Although it would be nice to have a thorough biography of the popes, it should be written by someone who shares a Catholic perspective of the papacy. This book does not.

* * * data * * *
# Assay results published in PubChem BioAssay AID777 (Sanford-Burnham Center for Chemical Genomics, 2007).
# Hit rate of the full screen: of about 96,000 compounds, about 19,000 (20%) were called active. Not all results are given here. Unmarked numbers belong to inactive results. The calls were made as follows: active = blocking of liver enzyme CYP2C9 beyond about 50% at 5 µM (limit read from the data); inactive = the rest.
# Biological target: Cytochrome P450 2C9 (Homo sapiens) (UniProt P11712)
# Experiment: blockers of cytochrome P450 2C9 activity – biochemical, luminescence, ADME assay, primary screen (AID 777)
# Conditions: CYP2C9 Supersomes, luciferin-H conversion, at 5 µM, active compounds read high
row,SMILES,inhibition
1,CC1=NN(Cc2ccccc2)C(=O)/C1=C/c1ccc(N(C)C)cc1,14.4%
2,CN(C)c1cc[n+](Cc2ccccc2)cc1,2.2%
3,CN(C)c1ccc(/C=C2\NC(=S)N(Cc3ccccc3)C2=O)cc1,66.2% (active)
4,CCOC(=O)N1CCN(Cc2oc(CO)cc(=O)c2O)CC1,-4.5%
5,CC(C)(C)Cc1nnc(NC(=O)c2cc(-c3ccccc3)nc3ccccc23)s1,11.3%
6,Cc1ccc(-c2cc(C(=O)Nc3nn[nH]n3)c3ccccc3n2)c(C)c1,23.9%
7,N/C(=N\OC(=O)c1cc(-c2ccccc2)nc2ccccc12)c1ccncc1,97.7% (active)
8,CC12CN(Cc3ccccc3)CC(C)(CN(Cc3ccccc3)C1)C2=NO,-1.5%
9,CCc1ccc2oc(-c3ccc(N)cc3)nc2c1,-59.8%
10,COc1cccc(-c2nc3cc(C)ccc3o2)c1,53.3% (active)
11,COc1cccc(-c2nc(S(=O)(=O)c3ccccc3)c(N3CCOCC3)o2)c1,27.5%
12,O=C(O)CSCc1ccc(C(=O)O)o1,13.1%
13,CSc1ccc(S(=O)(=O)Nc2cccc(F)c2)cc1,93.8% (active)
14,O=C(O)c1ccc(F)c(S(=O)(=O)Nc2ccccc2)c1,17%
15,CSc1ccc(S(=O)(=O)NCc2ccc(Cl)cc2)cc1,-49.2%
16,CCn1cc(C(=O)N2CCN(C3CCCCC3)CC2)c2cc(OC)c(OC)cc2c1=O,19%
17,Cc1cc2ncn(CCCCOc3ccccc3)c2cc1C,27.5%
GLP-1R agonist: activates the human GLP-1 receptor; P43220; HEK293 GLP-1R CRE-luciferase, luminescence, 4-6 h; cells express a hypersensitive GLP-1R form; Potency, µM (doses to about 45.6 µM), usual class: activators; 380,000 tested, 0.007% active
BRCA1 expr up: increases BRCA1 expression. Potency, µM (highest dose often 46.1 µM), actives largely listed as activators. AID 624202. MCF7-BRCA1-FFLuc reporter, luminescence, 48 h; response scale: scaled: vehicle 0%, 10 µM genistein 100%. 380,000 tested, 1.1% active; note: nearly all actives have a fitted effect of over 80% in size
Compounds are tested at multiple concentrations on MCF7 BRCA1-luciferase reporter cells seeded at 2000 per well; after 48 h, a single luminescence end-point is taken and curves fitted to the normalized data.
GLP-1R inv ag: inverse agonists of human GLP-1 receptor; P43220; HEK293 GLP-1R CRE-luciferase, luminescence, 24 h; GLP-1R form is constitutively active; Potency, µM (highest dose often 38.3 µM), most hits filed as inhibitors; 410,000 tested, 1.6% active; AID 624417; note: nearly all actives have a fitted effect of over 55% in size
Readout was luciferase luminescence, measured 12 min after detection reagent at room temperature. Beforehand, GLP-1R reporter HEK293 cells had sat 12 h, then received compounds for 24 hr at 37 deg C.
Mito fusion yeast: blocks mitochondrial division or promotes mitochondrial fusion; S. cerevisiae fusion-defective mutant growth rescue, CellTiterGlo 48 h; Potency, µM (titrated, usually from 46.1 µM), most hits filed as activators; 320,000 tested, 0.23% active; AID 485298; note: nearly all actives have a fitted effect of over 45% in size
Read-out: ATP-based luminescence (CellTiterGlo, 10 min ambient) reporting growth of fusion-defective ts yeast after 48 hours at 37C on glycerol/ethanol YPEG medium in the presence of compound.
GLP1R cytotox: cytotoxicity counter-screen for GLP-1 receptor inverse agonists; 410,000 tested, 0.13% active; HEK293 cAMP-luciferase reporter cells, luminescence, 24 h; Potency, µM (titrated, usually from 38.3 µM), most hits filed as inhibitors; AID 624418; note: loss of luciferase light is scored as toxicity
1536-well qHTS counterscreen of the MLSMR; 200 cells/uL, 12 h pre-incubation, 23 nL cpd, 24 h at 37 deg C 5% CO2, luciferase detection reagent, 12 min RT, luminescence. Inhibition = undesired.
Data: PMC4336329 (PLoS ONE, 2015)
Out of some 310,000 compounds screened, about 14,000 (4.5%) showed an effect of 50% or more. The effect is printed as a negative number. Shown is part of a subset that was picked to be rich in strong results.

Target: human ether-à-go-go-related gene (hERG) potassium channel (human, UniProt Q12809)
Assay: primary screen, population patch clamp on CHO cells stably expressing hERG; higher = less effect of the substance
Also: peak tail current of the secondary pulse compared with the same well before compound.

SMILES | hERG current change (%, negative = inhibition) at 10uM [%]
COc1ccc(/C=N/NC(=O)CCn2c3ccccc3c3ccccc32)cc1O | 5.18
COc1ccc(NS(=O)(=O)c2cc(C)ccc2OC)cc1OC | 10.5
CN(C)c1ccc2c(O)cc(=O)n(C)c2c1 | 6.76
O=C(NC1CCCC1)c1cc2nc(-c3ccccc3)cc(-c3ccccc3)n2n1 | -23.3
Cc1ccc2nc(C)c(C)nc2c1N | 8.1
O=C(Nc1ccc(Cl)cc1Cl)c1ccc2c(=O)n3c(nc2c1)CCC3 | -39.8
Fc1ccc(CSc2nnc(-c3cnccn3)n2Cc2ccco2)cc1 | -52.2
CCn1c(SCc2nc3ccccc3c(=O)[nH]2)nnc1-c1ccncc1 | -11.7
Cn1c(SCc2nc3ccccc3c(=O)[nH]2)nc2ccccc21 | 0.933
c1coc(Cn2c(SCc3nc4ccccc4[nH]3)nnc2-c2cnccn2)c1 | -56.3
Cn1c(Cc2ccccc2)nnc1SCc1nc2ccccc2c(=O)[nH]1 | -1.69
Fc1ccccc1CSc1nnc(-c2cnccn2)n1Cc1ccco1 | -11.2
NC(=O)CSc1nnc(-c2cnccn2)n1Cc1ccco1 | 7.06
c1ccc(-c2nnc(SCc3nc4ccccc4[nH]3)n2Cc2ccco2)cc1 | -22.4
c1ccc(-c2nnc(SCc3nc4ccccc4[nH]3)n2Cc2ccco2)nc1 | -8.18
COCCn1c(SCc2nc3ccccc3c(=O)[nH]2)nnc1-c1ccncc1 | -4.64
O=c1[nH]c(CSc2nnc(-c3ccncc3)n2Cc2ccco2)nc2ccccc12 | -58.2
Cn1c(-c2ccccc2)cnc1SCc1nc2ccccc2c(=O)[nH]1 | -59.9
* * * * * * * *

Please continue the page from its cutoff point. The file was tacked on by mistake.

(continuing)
As one who has long reveled in papal history (I have read all 40 volumes of Ludwig von Pastor's magnificent and magisterial History of the Popes and all 19 volumes of Horace K. Mann's very readable and informative work on the medieval popes)I found that this book, despite its provocative title, does a good job telling the history of the Popes in 317 pages. When I first saw the book I expected to merely browse thru it but it caught me up and I read it all. I am giving it five stars not because I agree with all the author's judgments but because it is so well-written that there is not a dull page in the book. He tilts some to the "liberal" side, but that is to be expected, and I liked the fact, e.g., that he spent more time on Nicholas V than on Alexander VI. Incidentally, I did not have any trouble knowing which Leo or Gregory was being discussed, since they are all pretty individual persons one is not likely to confuse. An attention-holding and eminently readable work.